What is the connection between soil, your digestive tract and climate change?
I expect to learn the answer this weekend at the Northeast Organic Farming Association’s 41st summer conference, taking place on the UMass campus in Amherst. The theme is “Healing the Climate, Healing Ourselves: Regeneration through Microbiology.”
Nick and I will be attending many of the conference’s events and writing about them on this blog.
Through over 140 workshops, two keynote talks, farm tours, demonstrations and lots of networking, about 1,000 people will share information and support, and get re-energized to work to transform our food system and our society. The focus of many of the workshops will be on restoring healthy balance to the damaged ecosystems around us and also within our own bodies.
The Friday night keynote presenter is Dr. Natasha Campbell-McBride, who will share her work on the GAPS (Gut and Psychology ) diet, through which changes in diet can help heal many chronic illnesses by fostering the development of a healthy balance of microbes in the human digestive tract. Dr. Campbell-McBride will also lead an all-day intensive pre-conference workshop on Friday as well as three shorter workshops on Saturday and Sunday.
In the Saturday keynote address, Ronnie Cummins of the Organic Consumers Association (OCA) will discuss how we can fight climate change through agricultural and land use practices called carbon farming or regenerative agriculture. These farming and gardening methods can remove excess carbon from the air and fix it in the bodies of plants and the organic matter in the thriving soil microbial communities that result.
Following the keynote addresses in the evenings will be dances (a contradance on Friday and a dance party on Saturday) and films (“Inhabit” on Friday and “The Symphony of the Soil” on Saturday.)
Many of the workshops on Friday afternoon, Saturday and Sunday are categorized by various topics or “tracks.” A cluster of offerings will focus on Permaculture, Biodynamics, Cooperatives, Soil Carbon and Climate Change and Organic Land Care.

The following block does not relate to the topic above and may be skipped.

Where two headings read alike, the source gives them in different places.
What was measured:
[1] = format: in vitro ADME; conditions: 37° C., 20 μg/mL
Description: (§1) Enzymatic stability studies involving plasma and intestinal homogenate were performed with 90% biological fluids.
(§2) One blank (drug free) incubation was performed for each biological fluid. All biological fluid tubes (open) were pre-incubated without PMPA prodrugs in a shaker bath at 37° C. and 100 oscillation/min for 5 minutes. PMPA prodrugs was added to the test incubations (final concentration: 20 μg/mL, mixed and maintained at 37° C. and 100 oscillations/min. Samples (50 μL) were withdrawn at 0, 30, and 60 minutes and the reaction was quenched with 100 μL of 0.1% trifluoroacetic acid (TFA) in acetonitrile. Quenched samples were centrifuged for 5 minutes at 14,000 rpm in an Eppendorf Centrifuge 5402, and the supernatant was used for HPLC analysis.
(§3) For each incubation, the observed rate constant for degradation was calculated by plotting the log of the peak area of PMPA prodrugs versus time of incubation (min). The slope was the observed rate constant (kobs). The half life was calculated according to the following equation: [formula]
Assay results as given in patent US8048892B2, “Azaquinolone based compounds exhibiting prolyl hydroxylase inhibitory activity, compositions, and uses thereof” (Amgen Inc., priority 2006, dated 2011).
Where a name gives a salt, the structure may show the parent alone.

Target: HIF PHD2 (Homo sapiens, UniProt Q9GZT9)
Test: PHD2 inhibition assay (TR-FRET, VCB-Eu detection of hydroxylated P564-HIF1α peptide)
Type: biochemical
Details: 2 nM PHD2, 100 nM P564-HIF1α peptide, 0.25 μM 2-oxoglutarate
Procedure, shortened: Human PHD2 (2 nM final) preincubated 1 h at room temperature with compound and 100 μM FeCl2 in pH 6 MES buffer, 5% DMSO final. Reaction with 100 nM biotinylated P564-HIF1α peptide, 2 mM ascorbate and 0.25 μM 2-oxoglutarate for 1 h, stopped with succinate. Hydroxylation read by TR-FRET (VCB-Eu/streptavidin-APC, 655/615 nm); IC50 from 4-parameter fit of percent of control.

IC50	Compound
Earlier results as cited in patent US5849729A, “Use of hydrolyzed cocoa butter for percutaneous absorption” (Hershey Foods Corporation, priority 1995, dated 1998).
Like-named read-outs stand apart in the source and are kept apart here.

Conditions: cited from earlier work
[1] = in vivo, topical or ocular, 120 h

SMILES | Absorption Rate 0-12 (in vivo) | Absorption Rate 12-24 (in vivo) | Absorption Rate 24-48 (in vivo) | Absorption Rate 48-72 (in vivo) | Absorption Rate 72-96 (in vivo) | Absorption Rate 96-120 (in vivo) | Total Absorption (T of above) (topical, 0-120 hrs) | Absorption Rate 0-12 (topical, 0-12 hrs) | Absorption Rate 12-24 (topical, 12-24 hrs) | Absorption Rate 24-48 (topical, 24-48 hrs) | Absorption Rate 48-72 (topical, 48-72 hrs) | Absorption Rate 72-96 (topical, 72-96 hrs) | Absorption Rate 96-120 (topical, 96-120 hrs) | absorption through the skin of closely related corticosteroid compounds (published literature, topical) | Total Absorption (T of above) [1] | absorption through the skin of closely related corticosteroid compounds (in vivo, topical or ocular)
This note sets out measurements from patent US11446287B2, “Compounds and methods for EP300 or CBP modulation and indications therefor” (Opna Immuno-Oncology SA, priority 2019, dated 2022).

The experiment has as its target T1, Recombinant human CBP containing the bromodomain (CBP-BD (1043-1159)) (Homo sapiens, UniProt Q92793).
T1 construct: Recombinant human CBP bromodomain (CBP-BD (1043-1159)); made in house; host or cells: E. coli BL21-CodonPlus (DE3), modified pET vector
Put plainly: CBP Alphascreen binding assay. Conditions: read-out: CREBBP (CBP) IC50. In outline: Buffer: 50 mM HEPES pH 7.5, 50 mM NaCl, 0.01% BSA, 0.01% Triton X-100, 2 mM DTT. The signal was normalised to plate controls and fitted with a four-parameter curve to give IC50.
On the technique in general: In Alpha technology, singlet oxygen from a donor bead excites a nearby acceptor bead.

Tours of many nearby farms will give participants a close-up view of local organic farming’s many faces. I hope to tour the UMass Agricultural Learning Center and Nick is planning to learn about pests at Simple Gifts Farm.
It is difficult to choose among the many workshop possibilities. Beekeeping for Beginners or Improved Production for Gardens? Kitchen Medicine or Homegrown Seeds? Pruning Fruit Trees or Foraging for Wild Mushrooms? Nick and I will both attend as many events as we can, not only for our own learning, but also to share with you some of the cutting-edge techniques and ideas that we discover.
A fair on Saturday afternoon is free and open to the public. It will be from 3 to 6 p.m. at the UMass pond lawn, It begins with a parade and includes an Ox-Plop fundraiser, a pie-eating contest, meetups of various groups like homesteaders and herbalists, animals like Dogs herding Ducks and demonstrations like making sauerkraut and spinning wool. Exhibits and items for sale plus films and a sing-along at the Campus Center complete the fair’s program.
It is pretty wonderful that such an inspiring event happens every summer here in our small college town. As our civilization confronts the challenges of the coming decades, the skills of food production and ecosystem restoration will be essential. The connections between healthy food, a healthy planet and human health are becoming clearer. And who knew that a lot of those “germs” that my mother warned me about were essential to life and health? Stay tuned and we will share more about what we learn in future posts.
New readers of this blog may want to check out this quick overview of more than 120 past posts, divided up into categories such as simple living, frugality, living without, fruits & vegetables and climate change.